Have you ever been in the situation that you just wanted to install a single new package, but pacman couldn’t find it, because your local package database is outdated? If so then you usually have two options. Perform a full system upgrade with
pacman -Syu and a potential reboot in case of a new kernel or do a partial upgrade. Upgrade your local package database and only install the package plus all it’s dependencies in the newest version. The problem is that partial upgrades are unsupported. Therefore, sooner than later, you might end up with a broken installation (missing .so files, wrong glibc version, kernel does not boot…). This might not be a big deal for a seasoned Archer. All you have to do is to arch-chroot from a live USB stick (some might have a Arch Linux Live USB stick always plugged in just in case) and fix the system. But this is at least time consuming and maybe a bit annoying. However, there’s a third, lesser known option.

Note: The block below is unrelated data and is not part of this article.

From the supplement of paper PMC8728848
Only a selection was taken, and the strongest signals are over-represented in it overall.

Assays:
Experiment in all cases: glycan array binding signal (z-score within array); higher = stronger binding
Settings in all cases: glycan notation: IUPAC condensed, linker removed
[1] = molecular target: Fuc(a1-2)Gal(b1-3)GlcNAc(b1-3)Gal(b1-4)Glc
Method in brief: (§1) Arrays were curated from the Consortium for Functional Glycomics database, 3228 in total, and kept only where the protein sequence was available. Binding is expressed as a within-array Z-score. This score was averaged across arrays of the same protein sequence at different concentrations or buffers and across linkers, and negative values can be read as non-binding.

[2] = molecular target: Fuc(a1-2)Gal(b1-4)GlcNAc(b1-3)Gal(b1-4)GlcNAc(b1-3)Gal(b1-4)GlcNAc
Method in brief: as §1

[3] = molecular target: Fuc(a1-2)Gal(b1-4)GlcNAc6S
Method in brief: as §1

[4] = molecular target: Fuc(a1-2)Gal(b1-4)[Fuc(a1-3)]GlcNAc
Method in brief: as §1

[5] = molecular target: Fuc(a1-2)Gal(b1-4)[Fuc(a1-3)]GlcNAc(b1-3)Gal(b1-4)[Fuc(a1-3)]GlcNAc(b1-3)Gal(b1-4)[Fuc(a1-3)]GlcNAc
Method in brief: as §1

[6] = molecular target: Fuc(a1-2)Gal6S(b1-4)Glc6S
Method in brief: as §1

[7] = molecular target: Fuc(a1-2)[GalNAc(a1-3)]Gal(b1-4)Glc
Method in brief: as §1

The Arch Linux Archive (ALA), stores official repositories snapshots, iso images and bootstrap tarballs across time. It keeps packages for a few years on a daily bases. The most common use case for ALA is a full system downgrade in case something went wrong. With the Arch Linux Archive you are able to pin down all your packages to a specific point in time by defining the ALA as your only mirror in the pacman mirrorlist. This allows you to install any package from core, extra or community even if you are let’s say 2 month behind the current Arch Linux upstream.
/etc/pacman.d/mirrorlist with the following content:
And replace the date
2042/01/01 with the current date or any date you wish (>=2014). Now you are always able to install any package without upgrading. But, upgrading you should. Since
pacman -Syu will not offer any new updates you have to update your mirror first. You could either manually edit the mirrorlist bump the date and
pacman -Syu again or you can put the following bash function in you
.zshrc which will do that for you automatically: